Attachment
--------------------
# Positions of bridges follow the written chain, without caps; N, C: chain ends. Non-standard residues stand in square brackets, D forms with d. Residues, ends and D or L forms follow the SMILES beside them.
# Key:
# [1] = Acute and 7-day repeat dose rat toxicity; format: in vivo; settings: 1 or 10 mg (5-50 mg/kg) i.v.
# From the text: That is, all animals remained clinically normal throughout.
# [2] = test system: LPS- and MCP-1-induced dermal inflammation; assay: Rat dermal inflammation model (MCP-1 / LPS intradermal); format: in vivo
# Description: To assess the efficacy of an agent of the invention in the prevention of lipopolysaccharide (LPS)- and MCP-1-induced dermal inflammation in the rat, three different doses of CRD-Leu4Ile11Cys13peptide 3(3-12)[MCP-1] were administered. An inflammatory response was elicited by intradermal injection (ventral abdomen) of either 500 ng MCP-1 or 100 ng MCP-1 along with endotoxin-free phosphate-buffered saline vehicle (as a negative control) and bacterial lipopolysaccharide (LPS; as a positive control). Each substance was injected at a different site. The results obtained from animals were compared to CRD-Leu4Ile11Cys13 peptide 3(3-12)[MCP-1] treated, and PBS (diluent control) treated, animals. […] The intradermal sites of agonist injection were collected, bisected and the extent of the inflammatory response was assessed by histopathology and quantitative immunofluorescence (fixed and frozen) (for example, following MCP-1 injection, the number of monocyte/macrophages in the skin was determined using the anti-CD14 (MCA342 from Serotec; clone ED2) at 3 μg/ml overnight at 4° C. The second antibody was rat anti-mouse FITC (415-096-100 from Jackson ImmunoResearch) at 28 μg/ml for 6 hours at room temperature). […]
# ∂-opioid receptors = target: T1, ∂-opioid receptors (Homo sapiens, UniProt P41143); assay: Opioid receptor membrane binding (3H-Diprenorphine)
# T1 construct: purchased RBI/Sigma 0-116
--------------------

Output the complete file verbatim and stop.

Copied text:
# Positions of bridges follow the written chain, without caps; N, C: chain ends. Non-standard residues stand in square brackets, D forms with d. Residues, ends and D or L forms follow the SMILES beside them.
# Key:
# [1] = Acute and 7-day repeat dose rat toxicity; format: in vivo; settings: 1 or 10 mg (5-50 mg/kg) i.v.
# From the text: That is, all animals remained clinically normal throughout.
# [2] = test system: LPS- and MCP-1-induced dermal inflammation; assay: Rat dermal inflammation model (MCP-1 / LPS intradermal); format: in vivo
# Description: To assess the efficacy of an agent of the invention in the prevention of lipopolysaccharide (LPS)- and MCP-1-induced dermal inflammation in the rat, three different doses of CRD-Leu4Ile11Cys13peptide 3(3-12)[MCP-1] were administered. An inflammatory response was elicited by intradermal injection (ventral abdomen) of either 500 ng MCP-1 or 100 ng MCP-1 along with endotoxin-free phosphate-buffered saline vehicle (as a negative control) and bacterial lipopolysaccharide (LPS; as a positive control). Each substance was injected at a different site. The results obtained from animals were compared to CRD-Leu4Ile11Cys13 peptide 3(3-12)[MCP-1] treated, and PBS (diluent control) treated, animals. […] The intradermal sites of agonist injection were collected, bisected and the extent of the inflammatory response was assessed by histopathology and quantitative immunofluorescence (fixed and frozen) (for example, following MCP-1 injection, the number of monocyte/macrophages in the skin was determined using the anti-CD14 (MCA342 from Serotec; clone ED2) at 3 μg/ml overnight at 4° C. The second antibody was rat anti-mouse FITC (415-096-100 from Jackson ImmunoResearch) at 28 μg/ml for 6 hours at room temperature). […]
# ∂-opioid receptors = target: T1, ∂-opioid receptors (Homo sapiens, UniProt P41143); assay: Opioid receptor membrane binding (3H-Diprenorphine)
# T1 construct: purchased RBI/Sigma 0-116